Monthly Archives: July 2013

Monkey See

My little monkeys

My little monkeys

I’m hard on myself. The times when I actually feel like a good mom are few and far between. But there are always some redeeming moments to celebrate. I was blessed with two of those moments today while looking after my friend’s daughters.

One when Sofia came up to her friend after her friend had finished on the potty and patted her back saying, “Good job! I’m so proud of you!”.  And another when she hugged her other little friend who was crying out for her mom and said, “it’s okay sweetie, mommy back soon.”.

If she can be so loving, sweet and kind, I must be doing something right. Monkey see, monkey do.

Admittedly, I also frequently hear, “mommy, play right now!”. But I’m not focusing on that right now.

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Bollywood Design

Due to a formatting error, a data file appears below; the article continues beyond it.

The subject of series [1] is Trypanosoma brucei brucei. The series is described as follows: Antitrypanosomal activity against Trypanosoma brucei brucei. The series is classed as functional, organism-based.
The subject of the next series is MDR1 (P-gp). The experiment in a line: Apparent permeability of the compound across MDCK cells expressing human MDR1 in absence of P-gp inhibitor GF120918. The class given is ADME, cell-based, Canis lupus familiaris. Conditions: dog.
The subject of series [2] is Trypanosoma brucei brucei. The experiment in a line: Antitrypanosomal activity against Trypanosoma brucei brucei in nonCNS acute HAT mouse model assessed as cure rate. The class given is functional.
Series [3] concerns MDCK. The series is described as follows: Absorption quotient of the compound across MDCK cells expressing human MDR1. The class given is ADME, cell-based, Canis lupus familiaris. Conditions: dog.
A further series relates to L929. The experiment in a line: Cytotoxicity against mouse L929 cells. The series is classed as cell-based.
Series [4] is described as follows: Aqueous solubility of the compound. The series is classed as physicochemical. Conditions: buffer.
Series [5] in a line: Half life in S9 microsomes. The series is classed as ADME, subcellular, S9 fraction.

When we first started talking about moving to Queensborough we had mixed reviews from our family. Our parents’ generation have a saying that the Queensborough bridge is the longest bridge in the world because it goes all the way to India. Yes, kinda racist. But like most stereotypes, there is some truth in this one. Queenborough has a large Indian population and this is one of the things I love about it. I have always been fascinated by Indian culture. I love the food, the music, the dance and the clothes. I love smelling the scent of Indian food wafting from houses, admiring beautiful women dressed in their saris, and being invited to partake in local festivities celebrating Sikh holidays at the park.